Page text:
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Should I Lock In My Mortgage Rate Today?

Victoria Araj4-minute read

June 06, 2022

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The recent ups and downs of mortgage interest rates can leave you wondering when a good time to lock in your mortgage rate is, especially with interest rates predicted to continue rising. After all, you don’t want to be stuck with a higher interest rate if it could be avoided.

What if rates begin to rise, though, and you miss your chance to lock in a lower rate? These are all things to think about when considering a mortgage rate lock.

Unsure if you should lock in your mortgage rate today? This article will take a closer look at the pros and cons for borrowers, as well as when the best time to lock in your rate may be.

A Quick Review Of The Mortgage Rate Lock

A mortgage rate lock, sometimes called rate protection, allows you to keep the interest rate on your loan from rising between the time you apply for a mortgage loan and the time you close.

If interest rates rise after you’ve locked in your rate, you’ll be able to stick with the lower rate. On the flip side, if you lock in your rate and then interest rates fall, you’ll be stuck with a higher rate.

As a home buyer or homeowner who is refinancing, obtaining the best rate on your mortgage loan is likely a top priority. With a better interest rate, you could save yourself thousands of dollars over the course of the loan. So, it’s natural to ask yourself if you should lock your rate when presented with a good deal.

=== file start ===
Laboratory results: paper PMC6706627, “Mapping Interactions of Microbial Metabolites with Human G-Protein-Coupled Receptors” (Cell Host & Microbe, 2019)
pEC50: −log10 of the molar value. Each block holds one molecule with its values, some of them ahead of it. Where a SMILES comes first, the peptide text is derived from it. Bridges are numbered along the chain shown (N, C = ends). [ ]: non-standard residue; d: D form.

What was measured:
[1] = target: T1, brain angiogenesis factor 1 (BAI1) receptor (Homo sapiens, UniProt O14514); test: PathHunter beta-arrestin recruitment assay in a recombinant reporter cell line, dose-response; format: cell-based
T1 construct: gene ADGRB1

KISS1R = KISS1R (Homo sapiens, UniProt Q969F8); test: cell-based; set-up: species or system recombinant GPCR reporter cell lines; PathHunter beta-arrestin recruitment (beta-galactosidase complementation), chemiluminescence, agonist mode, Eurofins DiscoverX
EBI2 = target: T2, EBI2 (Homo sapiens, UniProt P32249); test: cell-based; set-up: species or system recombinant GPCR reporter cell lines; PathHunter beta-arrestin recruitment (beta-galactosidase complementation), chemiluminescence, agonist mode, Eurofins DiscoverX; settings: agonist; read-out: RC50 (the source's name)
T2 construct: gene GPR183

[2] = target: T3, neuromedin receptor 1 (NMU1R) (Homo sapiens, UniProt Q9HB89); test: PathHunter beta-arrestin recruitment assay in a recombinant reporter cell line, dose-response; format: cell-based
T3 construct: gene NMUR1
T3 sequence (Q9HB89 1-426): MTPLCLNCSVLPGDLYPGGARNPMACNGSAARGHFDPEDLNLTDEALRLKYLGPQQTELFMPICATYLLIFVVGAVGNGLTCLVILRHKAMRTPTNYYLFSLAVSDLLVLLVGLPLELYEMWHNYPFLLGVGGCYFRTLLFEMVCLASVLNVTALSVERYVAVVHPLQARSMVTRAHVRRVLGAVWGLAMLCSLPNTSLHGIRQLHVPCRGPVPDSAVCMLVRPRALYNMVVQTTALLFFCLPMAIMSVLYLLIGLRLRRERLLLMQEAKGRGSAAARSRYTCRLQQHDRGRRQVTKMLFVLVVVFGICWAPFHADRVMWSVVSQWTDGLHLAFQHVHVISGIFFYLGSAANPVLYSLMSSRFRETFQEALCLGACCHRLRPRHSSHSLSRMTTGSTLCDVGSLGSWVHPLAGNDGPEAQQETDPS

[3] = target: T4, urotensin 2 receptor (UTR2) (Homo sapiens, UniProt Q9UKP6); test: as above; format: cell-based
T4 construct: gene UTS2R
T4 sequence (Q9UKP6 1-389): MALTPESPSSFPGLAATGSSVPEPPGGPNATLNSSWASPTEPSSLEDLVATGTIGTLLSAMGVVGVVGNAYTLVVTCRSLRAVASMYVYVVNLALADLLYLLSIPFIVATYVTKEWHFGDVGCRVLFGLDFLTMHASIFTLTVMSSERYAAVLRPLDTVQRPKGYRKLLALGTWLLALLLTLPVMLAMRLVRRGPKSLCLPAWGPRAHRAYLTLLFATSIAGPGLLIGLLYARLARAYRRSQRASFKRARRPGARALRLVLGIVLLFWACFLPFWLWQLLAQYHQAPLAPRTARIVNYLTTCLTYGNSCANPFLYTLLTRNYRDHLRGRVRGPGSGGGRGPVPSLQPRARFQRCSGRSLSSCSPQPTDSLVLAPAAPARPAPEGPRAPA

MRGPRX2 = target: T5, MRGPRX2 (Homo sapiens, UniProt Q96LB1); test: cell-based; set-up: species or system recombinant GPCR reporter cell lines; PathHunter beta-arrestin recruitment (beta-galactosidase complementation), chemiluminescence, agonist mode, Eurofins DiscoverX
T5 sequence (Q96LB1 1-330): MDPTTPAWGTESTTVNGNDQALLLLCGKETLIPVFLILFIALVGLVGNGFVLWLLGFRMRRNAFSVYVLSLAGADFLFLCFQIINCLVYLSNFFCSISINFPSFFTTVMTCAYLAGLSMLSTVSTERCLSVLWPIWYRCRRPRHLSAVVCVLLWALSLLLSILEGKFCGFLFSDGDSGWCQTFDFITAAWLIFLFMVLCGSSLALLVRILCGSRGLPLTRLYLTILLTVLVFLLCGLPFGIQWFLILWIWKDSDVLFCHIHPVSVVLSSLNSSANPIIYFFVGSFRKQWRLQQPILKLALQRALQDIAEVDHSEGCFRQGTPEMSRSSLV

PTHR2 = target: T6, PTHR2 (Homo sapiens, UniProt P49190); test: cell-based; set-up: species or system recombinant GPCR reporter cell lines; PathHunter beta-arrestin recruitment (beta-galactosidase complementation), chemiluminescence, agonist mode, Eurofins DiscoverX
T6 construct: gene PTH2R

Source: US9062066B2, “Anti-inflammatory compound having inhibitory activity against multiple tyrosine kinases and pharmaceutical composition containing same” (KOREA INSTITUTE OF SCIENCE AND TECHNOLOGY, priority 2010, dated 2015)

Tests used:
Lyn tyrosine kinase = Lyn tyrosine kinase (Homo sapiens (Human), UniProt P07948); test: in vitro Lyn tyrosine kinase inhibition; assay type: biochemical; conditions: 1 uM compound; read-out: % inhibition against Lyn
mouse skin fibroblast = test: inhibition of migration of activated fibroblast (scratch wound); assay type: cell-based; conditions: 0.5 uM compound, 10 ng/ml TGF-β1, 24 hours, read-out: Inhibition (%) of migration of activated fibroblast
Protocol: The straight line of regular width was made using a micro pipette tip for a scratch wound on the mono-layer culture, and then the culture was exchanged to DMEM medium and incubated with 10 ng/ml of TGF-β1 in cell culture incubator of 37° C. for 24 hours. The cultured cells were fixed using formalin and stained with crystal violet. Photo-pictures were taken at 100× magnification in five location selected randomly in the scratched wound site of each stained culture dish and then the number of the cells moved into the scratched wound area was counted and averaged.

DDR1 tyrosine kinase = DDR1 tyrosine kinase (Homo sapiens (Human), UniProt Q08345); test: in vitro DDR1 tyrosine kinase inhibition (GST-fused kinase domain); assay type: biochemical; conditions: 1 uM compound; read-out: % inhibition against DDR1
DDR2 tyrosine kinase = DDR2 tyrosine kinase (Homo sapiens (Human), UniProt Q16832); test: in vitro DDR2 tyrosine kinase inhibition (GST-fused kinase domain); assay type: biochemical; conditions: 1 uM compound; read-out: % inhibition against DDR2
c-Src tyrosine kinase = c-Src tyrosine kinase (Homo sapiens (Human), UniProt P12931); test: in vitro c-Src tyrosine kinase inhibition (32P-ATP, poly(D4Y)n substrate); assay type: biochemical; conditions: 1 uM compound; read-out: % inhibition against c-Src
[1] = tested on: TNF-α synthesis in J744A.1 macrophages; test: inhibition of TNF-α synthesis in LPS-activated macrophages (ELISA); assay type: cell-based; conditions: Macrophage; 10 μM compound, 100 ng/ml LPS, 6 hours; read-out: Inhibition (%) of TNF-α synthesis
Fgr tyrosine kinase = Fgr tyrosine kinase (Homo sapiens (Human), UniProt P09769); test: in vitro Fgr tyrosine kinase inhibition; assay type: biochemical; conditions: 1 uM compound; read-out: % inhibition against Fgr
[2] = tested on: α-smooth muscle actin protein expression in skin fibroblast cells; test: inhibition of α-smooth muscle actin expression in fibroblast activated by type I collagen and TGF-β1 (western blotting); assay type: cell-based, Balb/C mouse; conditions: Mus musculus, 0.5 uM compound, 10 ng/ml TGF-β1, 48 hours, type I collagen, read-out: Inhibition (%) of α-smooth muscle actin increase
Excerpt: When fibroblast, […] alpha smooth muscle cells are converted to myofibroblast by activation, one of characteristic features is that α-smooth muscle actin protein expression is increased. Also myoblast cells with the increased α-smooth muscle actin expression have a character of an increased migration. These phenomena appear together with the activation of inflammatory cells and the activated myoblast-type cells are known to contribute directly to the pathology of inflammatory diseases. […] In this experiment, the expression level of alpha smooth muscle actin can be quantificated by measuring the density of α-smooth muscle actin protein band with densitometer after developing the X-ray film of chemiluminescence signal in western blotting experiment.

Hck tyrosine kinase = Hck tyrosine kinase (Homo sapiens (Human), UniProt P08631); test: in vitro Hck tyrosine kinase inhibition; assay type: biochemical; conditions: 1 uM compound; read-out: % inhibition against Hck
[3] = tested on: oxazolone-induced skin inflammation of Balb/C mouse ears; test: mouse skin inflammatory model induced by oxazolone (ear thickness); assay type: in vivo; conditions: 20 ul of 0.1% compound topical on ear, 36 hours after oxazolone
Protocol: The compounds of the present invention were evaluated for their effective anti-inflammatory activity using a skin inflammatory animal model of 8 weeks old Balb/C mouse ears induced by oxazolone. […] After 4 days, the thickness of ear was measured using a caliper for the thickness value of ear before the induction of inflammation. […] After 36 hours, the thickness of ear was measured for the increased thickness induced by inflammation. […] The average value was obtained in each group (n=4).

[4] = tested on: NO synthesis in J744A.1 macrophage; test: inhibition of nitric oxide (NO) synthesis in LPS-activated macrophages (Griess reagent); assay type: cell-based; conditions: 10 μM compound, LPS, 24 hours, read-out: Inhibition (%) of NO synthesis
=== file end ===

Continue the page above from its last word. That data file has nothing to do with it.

When Should I Lock In My Mortgage Rate?

You can make your decision on an interest rate lock when you’re approved for a mortgage. At that point, you can lock in your rate or wait until your closing date to do so.

As with all financial decisions, there are pros and cons to locking in your mortgage rate immediately. Here’s what you should consider before doing so.

Pros Of Locking Your Mortgage Rate Today

Locking in your interest rate can be tempting for the following reasons:

  • Mortgage rates could rise after you lock. The threat of a higher mortgage interest rate can be a strong reason to lock in a rate that you’re comfortable with.
  • You’ll have peace of mind. You won’t have to worry about interest rates rising to create an unaffordable monthly

If you’re presented with a reasonable mortgage rate that you’re happy with, locking it in can put your mind at rest as you prepare for the closing process.

Cons Of Locking Your Mortgage Rate Today

There can be some downsides to locking in your rate right away. These can include the following:

  • Interest rates may fall after you lock in. You could miss out on the chance to score an even lower interest rate.
  • Letting the lock period expire has consequences. If you lock in a mortgage rate but ultimately allow it to expire, the lender might charge you hundreds of dollars.

The big disadvantage is the potential for a missed opportunity on a lower mortgage rate.

What To Do If You Choose Not To Lock In Your Mortgage Rate Today

If you decide not to lock in your rate right away, here are some actions you can take to ensure you don’t miss out on a good interest rate.

Communicate With Your Mortgage Lender